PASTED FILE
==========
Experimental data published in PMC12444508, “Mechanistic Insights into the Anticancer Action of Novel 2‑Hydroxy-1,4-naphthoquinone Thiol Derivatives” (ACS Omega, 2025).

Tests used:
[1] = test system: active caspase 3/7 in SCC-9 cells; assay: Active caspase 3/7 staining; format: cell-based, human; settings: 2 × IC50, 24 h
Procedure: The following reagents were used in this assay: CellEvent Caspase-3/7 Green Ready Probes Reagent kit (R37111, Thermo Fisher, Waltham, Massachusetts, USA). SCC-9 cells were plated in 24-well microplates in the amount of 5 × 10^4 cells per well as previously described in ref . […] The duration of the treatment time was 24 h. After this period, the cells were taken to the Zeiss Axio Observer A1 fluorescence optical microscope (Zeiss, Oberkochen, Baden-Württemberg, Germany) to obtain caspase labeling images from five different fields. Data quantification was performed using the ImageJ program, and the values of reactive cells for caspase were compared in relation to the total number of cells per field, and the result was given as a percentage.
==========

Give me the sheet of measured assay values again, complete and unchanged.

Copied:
Experimental data published in PMC12444508, “Mechanistic Insights into the Anticancer Action of Novel 2‑Hydroxy-1,4-naphthoquinone Thiol Derivatives” (ACS Omega, 2025).

Tests used:
[1] = test system: active caspase 3/7 in SCC-9 cells; assay: Active caspase 3/7 staining; format: cell-based, human; settings: 2 × IC50, 24 h
Procedure: The following reagents were used in this assay: CellEvent Caspase-3/7 Green Ready Probes Reagent kit (R37111, Thermo Fisher, Waltham, Massachusetts, USA). SCC-9 cells were plated in 24-well microplates in the amount of 5 × 10^4 cells per well as previously described in ref . […] The duration of the treatment time was 24 h. After this period, the cells were taken to the Zeiss Axio Observer A1 fluorescence optical microscope (Zeiss, Oberkochen, Baden-Württemberg, Germany) to obtain caspase labeling images from five different fields. Data quantification was performed using the ImageJ program, and the values of reactive cells for caspase were compared in relation to the total number of cells per field, and the result was given as a percentage.